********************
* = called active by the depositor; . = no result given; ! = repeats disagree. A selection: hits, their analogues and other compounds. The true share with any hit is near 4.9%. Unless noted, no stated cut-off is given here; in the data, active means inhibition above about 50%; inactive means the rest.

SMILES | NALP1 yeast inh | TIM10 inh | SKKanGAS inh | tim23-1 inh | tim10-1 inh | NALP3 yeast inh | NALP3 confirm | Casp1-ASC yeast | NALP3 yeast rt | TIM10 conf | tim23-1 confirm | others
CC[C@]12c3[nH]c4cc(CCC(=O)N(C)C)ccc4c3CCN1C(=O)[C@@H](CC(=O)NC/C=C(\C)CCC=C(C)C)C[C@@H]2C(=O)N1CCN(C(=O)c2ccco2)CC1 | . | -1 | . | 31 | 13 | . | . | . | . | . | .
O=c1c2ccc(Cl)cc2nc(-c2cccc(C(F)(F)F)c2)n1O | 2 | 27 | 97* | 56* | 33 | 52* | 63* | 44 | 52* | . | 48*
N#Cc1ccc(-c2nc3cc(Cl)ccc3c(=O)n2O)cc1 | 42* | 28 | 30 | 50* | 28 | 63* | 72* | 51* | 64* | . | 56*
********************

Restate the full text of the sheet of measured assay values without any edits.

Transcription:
* = called active by the depositor; . = no result given; ! = repeats disagree. A selection: hits, their analogues and other compounds. The true share with any hit is near 4.9%. Unless noted, no stated cut-off is given here; in the data, active means inhibition above about 50%; inactive means the rest.

SMILES | NALP1 yeast inh | TIM10 inh | SKKanGAS inh | tim23-1 inh | tim10-1 inh | NALP3 yeast inh | NALP3 confirm | Casp1-ASC yeast | NALP3 yeast rt | TIM10 conf | tim23-1 confirm | others
CC[C@]12c3[nH]c4cc(CCC(=O)N(C)C)ccc4c3CCN1C(=O)[C@@H](CC(=O)NC/C=C(\C)CCC=C(C)C)C[C@@H]2C(=O)N1CCN(C(=O)c2ccco2)CC1 | . | -1 | . | 31 | 13 | . | . | . | . | . | .
O=c1c2ccc(Cl)cc2nc(-c2cccc(C(F)(F)F)c2)n1O | 2 | 27 | 97* | 56* | 33 | 52* | 63* | 44 | 52* | . | 48*
N#Cc1ccc(-c2nc3cc(Cl)ccc3c(=O)n2O)cc1 | 42* | 28 | 30 | 50* | 28 | 63* | 72* | 51* | 64* | . | 56*